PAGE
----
“He who in the interest of a foreign state, commits an act with the objective of damaging the independence or territorial integrity of the Cuban State…”
 
The Helms Burton – a huge piece of interventionist legislation -- mandates *funding* subversion in Cuba; it instructs the Cuban people about who may run in their elections; and it tightens trade restriction on other nations which have the temerity to trade with Cuba, among its many other provisions. And Cuba was not the only country to pass a law outlawing collaboration with Helms Burton – so did the Canadian government, which saw it as a threat to their right to establish their own trade relations. Amnesty International reports that Helms Burton “has been explicitly condemned by members of the international community but has not been repealed”. See http://www.oneworld.org/owe/news/ips/cuba2.htm for a summary of the international responses to Helms Burton)
 
Incidentally, there is currently a very interesting case being pursued by the US Government against a Canadian citizen in U.S. accused of trading with the enemy and being a national security threat to the US because he sold water treatment equipment to Cuba. See http://www.canadiannetworkoncuba.ca/Documents/Sabzali-Eckardt.shtml. The accusations and denunciations leveled against this businessman by the U.S. attorney rival any of those attributed by Sandy to the Cuban government.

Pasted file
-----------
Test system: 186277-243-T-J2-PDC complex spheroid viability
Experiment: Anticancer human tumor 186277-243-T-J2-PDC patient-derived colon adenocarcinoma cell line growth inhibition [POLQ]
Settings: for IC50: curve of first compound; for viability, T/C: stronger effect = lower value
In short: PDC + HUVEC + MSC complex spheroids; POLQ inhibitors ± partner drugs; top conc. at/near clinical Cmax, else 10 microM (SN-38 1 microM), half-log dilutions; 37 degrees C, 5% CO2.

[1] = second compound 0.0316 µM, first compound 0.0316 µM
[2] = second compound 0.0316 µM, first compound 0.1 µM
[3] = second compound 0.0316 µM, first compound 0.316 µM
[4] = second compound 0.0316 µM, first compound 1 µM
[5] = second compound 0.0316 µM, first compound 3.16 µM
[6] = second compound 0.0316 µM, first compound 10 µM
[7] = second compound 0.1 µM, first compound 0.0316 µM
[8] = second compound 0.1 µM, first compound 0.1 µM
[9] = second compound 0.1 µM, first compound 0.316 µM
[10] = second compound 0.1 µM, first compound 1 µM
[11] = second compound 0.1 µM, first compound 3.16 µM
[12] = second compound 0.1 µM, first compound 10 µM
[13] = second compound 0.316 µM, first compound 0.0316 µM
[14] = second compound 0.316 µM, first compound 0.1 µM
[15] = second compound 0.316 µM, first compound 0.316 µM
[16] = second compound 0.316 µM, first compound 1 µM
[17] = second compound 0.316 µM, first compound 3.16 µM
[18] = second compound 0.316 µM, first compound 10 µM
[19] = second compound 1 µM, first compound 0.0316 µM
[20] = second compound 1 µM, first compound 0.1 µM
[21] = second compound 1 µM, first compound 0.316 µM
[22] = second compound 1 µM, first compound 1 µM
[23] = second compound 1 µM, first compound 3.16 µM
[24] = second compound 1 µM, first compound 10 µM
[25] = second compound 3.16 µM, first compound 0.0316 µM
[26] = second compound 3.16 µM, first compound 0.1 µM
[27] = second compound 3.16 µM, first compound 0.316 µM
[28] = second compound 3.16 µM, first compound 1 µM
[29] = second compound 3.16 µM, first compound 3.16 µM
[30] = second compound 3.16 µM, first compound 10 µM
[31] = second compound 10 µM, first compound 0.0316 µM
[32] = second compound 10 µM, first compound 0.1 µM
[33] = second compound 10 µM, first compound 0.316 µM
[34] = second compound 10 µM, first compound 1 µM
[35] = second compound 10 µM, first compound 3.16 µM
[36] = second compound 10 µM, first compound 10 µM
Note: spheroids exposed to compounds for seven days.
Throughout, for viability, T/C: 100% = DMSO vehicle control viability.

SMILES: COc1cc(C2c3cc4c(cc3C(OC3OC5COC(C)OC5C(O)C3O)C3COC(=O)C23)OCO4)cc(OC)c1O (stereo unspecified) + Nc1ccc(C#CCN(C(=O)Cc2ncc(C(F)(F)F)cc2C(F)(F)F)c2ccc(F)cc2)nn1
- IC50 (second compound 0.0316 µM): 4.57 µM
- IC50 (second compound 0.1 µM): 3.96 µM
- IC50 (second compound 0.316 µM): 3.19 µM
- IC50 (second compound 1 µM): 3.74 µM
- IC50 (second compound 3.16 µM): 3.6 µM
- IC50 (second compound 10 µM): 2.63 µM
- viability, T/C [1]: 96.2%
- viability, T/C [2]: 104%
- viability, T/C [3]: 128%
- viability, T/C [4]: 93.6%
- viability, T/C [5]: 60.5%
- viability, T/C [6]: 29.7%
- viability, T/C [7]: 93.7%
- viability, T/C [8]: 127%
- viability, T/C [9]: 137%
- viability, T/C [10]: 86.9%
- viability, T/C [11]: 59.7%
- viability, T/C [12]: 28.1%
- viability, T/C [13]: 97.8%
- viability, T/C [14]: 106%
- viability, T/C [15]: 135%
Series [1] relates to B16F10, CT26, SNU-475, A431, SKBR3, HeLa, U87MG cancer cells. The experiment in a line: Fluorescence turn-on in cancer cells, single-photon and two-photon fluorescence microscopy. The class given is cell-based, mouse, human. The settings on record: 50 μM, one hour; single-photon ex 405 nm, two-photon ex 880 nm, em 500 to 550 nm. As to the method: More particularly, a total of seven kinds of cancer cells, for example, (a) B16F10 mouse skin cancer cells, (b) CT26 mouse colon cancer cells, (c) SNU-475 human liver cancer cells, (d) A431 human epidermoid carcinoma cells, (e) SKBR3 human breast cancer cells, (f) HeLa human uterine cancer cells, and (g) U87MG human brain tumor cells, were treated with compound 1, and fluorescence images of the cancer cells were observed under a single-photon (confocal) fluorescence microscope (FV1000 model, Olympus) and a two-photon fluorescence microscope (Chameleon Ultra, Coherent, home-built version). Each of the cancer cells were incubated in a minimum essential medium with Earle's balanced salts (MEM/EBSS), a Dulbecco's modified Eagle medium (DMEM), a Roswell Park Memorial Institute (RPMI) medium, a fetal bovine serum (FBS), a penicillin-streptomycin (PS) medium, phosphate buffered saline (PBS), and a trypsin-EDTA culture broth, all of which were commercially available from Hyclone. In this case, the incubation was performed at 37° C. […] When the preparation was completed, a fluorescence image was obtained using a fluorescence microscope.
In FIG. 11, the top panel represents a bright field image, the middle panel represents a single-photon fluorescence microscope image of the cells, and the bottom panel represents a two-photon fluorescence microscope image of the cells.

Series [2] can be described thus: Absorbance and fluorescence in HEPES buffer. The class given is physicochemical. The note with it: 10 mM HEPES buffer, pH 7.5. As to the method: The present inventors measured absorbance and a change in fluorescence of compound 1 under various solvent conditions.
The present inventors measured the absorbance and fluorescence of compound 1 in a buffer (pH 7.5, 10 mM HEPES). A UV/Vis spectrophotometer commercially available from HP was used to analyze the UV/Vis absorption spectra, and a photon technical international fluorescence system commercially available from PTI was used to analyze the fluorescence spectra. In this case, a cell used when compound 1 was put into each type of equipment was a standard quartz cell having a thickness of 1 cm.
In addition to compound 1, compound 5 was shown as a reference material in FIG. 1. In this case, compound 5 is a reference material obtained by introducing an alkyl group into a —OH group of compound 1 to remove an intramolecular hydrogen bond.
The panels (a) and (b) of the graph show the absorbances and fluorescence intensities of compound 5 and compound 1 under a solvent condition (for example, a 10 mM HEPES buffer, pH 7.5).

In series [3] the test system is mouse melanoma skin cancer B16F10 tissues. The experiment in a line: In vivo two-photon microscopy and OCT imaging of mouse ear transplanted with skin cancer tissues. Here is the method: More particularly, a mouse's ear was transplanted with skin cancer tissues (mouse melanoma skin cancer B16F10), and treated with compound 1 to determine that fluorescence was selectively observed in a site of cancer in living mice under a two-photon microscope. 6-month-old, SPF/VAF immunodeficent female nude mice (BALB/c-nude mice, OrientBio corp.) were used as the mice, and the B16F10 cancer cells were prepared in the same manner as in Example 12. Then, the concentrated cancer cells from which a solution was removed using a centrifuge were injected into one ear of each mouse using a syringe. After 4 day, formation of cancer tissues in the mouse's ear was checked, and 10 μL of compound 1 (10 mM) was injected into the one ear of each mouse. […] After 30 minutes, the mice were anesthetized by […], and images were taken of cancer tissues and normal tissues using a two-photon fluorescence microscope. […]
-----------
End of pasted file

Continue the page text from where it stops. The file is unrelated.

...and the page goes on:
Law 88, often cited in the sentencing documents of the people in question, provides stiff prison terms for those guilty of supporting United States policy against Cuba through collaboration with the Helms Burton Act. It defines a number of activities – committed in conjunction with, or for the benefit of, US policy against Cuba – as criminal. Some of these might well raise a red flag for librarians, such as distribution or reproduction of subversive materials *from* the U.S. government that would facilitate U.S. economic aggression. But as American citizens (and sensible people) we need to acknowledge that if these laws were passed in *reaction* to U.S. policy – policy and laws conducted in our names – then our first responsibility is surely to address our own government’s complicity in what happened this spring in Cuba. Amnesty International devotes quite a bit of ink to explaining the relationship of these Cuban laws to US policy. (http://web.amnesty.org/library/index/ENGAMR250172003) Amnesty has declined to take up the cause of condemning Cuban in the United Nations for its “human rights record” because it sees it as a politicized issue led by the United States (see their FAQ page on Cuba.)